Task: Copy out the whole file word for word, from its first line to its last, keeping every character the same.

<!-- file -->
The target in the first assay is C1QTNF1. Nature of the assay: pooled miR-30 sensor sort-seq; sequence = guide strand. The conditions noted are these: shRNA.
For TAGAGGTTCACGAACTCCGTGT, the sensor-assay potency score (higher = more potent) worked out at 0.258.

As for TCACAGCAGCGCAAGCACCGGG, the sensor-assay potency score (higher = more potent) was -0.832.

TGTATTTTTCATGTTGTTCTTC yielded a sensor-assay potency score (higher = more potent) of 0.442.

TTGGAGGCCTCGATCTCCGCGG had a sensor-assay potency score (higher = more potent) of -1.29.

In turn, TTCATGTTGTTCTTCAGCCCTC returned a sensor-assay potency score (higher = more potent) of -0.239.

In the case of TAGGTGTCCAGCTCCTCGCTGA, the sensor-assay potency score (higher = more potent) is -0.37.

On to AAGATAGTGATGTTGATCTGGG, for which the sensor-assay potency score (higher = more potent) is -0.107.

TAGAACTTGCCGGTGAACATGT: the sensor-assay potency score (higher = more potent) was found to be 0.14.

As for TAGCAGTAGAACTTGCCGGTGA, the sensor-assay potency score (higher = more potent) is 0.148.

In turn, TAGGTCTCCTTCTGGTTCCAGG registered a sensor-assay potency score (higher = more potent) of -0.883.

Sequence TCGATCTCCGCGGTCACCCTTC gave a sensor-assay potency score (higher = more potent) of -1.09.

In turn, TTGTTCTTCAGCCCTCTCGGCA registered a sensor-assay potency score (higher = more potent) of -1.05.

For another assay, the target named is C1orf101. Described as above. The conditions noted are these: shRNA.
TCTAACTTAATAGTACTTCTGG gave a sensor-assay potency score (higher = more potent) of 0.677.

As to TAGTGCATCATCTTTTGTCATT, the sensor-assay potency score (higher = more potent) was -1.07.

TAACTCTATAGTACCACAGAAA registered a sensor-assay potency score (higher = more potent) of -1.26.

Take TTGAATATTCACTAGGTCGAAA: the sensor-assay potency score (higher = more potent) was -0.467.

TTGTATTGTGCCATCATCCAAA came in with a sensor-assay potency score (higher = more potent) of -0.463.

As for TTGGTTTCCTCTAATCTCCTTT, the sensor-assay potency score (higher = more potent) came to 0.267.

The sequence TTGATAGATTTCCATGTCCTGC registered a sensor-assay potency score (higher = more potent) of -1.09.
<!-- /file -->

The target in the first assay is C1QTNF1. Nature of the assay: pooled miR-30 sensor sort-seq; sequence = guide strand. The conditions noted are these: shRNA.
For TAGAGGTTCACGAACTCCGTGT, the sensor-assay potency score (higher = more potent) worked out at 0.258.

As for TCACAGCAGCGCAAGCACCGGG, the sensor-assay potency score (higher = more potent) was -0.832.

TGTATTTTTCATGTTGTTCTTC yielded a sensor-assay potency score (higher = more potent) of 0.442.

TTGGAGGCCTCGATCTCCGCGG had a sensor-assay potency score (higher = more potent) of -1.29.

In turn, TTCATGTTGTTCTTCAGCCCTC returned a sensor-assay potency score (higher = more potent) of -0.239.

In the case of TAGGTGTCCAGCTCCTCGCTGA, the sensor-assay potency score (higher = more potent) is -0.37.

On to AAGATAGTGATGTTGATCTGGG, for which the sensor-assay potency score (higher = more potent) is -0.107.

TAGAACTTGCCGGTGAACATGT: the sensor-assay potency score (higher = more potent) was found to be 0.14.

As for TAGCAGTAGAACTTGCCGGTGA, the sensor-assay potency score (higher = more potent) is 0.148.

In turn, TAGGTCTCCTTCTGGTTCCAGG registered a sensor-assay potency score (higher = more potent) of -0.883.

Sequence TCGATCTCCGCGGTCACCCTTC gave a sensor-assay potency score (higher = more potent) of -1.09.

In turn, TTGTTCTTCAGCCCTCTCGGCA registered a sensor-assay potency score (higher = more potent) of -1.05.

For another assay, the target named is C1orf101. Described as above. The conditions noted are these: shRNA.
TCTAACTTAATAGTACTTCTGG gave a sensor-assay potency score (higher = more potent) of 0.677.

As to TAGTGCATCATCTTTTGTCATT, the sensor-assay potency score (higher = more potent) was -1.07.

TAACTCTATAGTACCACAGAAA registered a sensor-assay potency score (higher = more potent) of -1.26.

Take TTGAATATTCACTAGGTCGAAA: the sensor-assay potency score (higher = more potent) was -0.467.

TTGTATTGTGCCATCATCCAAA came in with a sensor-assay potency score (higher = more potent) of -0.463.

As for TTGGTTTCCTCTAATCTCCTTT, the sensor-assay potency score (higher = more potent) came to 0.267.

The sequence TTGATAGATTTCCATGTCCTGC registered a sensor-assay potency score (higher = more potent) of -1.09.